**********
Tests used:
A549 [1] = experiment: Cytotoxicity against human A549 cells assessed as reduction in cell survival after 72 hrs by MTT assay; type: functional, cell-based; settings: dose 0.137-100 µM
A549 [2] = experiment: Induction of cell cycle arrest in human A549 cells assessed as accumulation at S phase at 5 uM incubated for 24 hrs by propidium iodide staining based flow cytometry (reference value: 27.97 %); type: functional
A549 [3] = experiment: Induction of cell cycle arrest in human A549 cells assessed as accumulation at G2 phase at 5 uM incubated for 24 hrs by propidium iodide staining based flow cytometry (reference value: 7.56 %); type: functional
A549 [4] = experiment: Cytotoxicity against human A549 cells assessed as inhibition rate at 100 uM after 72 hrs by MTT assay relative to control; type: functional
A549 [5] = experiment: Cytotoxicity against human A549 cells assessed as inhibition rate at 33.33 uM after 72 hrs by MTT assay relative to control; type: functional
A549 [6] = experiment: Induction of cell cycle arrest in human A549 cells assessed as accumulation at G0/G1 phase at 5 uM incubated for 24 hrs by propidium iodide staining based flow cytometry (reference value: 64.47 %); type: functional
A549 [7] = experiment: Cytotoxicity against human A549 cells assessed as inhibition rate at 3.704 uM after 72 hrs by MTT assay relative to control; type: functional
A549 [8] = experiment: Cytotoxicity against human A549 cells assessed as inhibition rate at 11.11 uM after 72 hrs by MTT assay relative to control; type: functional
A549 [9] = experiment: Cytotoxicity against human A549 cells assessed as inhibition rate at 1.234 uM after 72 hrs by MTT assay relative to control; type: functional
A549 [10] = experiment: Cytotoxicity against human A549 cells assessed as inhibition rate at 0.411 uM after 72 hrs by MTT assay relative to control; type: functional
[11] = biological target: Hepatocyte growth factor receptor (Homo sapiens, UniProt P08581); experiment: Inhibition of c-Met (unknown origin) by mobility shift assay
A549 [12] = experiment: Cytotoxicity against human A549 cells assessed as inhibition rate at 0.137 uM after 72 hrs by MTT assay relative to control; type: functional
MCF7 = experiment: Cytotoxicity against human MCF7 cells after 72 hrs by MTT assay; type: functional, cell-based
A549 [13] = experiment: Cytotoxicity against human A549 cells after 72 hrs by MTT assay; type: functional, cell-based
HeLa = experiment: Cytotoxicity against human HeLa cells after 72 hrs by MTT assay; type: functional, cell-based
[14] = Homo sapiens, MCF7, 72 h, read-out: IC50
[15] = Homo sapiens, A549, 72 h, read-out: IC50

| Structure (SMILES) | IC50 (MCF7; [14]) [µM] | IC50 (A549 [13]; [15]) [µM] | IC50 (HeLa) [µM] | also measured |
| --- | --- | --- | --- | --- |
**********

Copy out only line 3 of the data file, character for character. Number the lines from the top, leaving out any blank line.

A549 [2] = experiment: Induction of cell cycle arrest in human A549 cells assessed as accumulation at S phase at 5 uM incubated for 24 hrs by propidium iodide staining based flow cytometry (reference value: 27.97 %); type: functional